A tell-tale clue is a review full of pronouns and verbs: ‘I went… She ate… We bought’. It might seem like a normal way of talking but language research shows that liars tend to use a significant excess of verbs and pronouns than truthtellers. Reviews that overly focus on the reviewer, what they did, and how they feel – instead of specific events – should be taken with a grain of salt.
- Bad Grammar, Spelling & Punctuation
Is this the kind of writing that would see your English teacher have a field day marking? If the spelling and grammar are worse than bad, the review could be the product of a fake content farm based in overseas countries that don’t speak English as their first or second language. The punctuation could be pretty odd, too. Taking into account that locals may have limited written English skills, if bad spelling and grammar coincide with other factors from this list, there is a chance the review is a fake.
- The Review Is Super Vague
When the product or service that’s being reviewed is not described in detail, the person reviewing maybe never even tried it! Whether positive or negative, vague reviews are suspicious. Any reviews that feature a serious lack of specifics should ring alarm bells. Furthermore, how, as a potential customer reading reviews, could you possibly be assured of the validity of a review if you could never know what the person truly experienced? This type of review jumps to conclusions, and probably shouldn’t be trusted.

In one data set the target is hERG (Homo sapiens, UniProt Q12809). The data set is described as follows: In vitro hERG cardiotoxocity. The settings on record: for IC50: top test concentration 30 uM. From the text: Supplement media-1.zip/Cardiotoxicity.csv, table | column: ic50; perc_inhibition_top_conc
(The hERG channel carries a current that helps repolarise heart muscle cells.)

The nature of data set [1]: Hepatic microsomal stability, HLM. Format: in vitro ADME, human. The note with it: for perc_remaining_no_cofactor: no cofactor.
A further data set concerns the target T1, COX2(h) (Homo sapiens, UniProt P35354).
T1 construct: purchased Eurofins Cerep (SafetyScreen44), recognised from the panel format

- Suddenly, A Company’s Rating Changes Drastically
If a brand experiences a spike in positive or negative reviews may be a deliberate attempt to manipulate their reputation and star rating with fake reviews. This should be taken into consideration when observing such changes, especially if many similar reviews suddenly appear with no obvious precursor. However, it’s worth noting that new launches can skew public opinion. Plus, some firms ask their customer base for feedback periodically, which could explain it. Individual reviews matter.
- The Reviewer’s Details Are Very Generic
Does the reviewer’s image look like a stock or promo shot? How about their name? Is it ‘John Smith, from Sydney’? Fake reviewers, trolls, competitors and business owners trying to fool you into favouring their brand hide behind an air of anonymity. If you’ve spotted a review left by somebody with a very generic name and suspicious image, chances are it’s not reflective of a real experience.